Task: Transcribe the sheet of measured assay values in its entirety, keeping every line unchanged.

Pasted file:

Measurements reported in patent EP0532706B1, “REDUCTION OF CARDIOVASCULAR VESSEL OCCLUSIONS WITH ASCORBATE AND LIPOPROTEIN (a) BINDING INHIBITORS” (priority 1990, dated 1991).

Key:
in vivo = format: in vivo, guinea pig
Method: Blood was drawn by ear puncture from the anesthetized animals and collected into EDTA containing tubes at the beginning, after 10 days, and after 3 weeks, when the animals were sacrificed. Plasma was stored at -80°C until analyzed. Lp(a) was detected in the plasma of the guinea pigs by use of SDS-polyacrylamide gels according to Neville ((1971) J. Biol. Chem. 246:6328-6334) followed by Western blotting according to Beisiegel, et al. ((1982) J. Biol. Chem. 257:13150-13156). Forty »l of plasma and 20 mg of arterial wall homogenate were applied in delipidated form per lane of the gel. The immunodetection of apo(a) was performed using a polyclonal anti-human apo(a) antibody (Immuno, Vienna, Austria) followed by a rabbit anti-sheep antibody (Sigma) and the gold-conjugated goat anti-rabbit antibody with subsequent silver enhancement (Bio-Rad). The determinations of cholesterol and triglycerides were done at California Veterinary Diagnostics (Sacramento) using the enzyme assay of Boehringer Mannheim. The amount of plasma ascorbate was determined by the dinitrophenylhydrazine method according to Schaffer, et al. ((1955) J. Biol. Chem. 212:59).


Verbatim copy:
Measurements reported in patent EP0532706B1, “REDUCTION OF CARDIOVASCULAR VESSEL OCCLUSIONS WITH ASCORBATE AND LIPOPROTEIN (a) BINDING INHIBITORS” (priority 1990, dated 1991).

Key:
in vivo = format: in vivo, guinea pig
Method: Blood was drawn by ear puncture from the anesthetized animals and collected into EDTA containing tubes at the beginning, after 10 days, and after 3 weeks, when the animals were sacrificed. Plasma was stored at -80°C until analyzed. Lp(a) was detected in the plasma of the guinea pigs by use of SDS-polyacrylamide gels according to Neville ((1971) J. Biol. Chem. 246:6328-6334) followed by Western blotting according to Beisiegel, et al. ((1982) J. Biol. Chem. 257:13150-13156). Forty »l of plasma and 20 mg of arterial wall homogenate were applied in delipidated form per lane of the gel. The immunodetection of apo(a) was performed using a polyclonal anti-human apo(a) antibody (Immuno, Vienna, Austria) followed by a rabbit anti-sheep antibody (Sigma) and the gold-conjugated goat anti-rabbit antibody with subsequent silver enhancement (Bio-Rad). The determinations of cholesterol and triglycerides were done at California Veterinary Diagnostics (Sacramento) using the enzyme assay of Boehringer Mannheim. The amount of plasma ascorbate was determined by the dinitrophenylhydrazine method according to Schaffer, et al. ((1955) J. Biol. Chem. 212:59).